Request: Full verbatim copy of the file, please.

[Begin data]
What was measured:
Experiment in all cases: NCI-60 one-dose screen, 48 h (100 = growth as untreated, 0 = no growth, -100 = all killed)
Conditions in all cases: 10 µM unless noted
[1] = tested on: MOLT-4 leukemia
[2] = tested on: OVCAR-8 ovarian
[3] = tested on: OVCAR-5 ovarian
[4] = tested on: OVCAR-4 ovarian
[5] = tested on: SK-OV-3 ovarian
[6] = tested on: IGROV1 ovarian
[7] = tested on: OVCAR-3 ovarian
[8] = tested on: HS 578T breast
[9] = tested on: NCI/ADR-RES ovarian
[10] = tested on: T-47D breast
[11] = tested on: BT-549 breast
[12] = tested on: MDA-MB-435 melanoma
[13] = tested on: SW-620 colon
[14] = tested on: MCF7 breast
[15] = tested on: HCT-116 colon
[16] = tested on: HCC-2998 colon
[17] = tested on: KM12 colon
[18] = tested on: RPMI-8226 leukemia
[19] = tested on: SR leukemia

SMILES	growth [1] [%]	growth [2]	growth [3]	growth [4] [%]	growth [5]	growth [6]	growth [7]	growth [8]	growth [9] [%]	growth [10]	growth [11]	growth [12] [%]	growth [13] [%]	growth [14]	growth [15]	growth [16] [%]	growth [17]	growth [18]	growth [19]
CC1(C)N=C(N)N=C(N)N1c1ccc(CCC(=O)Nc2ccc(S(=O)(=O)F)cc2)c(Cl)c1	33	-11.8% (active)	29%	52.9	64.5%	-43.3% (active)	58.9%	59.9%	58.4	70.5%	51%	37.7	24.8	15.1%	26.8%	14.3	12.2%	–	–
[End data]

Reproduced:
What was measured:
Experiment in all cases: NCI-60 one-dose screen, 48 h (100 = growth as untreated, 0 = no growth, -100 = all killed)
Conditions in all cases: 10 µM unless noted
[1] = tested on: MOLT-4 leukemia
[2] = tested on: OVCAR-8 ovarian
[3] = tested on: OVCAR-5 ovarian
[4] = tested on: OVCAR-4 ovarian
[5] = tested on: SK-OV-3 ovarian
[6] = tested on: IGROV1 ovarian
[7] = tested on: OVCAR-3 ovarian
[8] = tested on: HS 578T breast
[9] = tested on: NCI/ADR-RES ovarian
[10] = tested on: T-47D breast
[11] = tested on: BT-549 breast
[12] = tested on: MDA-MB-435 melanoma
[13] = tested on: SW-620 colon
[14] = tested on: MCF7 breast
[15] = tested on: HCT-116 colon
[16] = tested on: HCC-2998 colon
[17] = tested on: KM12 colon
[18] = tested on: RPMI-8226 leukemia
[19] = tested on: SR leukemia

SMILES	growth [1] [%]	growth [2]	growth [3]	growth [4] [%]	growth [5]	growth [6]	growth [7]	growth [8]	growth [9] [%]	growth [10]	growth [11]	growth [12] [%]	growth [13] [%]	growth [14]	growth [15]	growth [16] [%]	growth [17]	growth [18]	growth [19]
CC1(C)N=C(N)N=C(N)N1c1ccc(CCC(=O)Nc2ccc(S(=O)(=O)F)cc2)c(Cl)c1	33	-11.8% (active)	29%	52.9	64.5%	-43.3% (active)	58.9%	59.9%	58.4	70.5%	51%	37.7	24.8	15.1%	26.8%	14.3	12.2%	–	–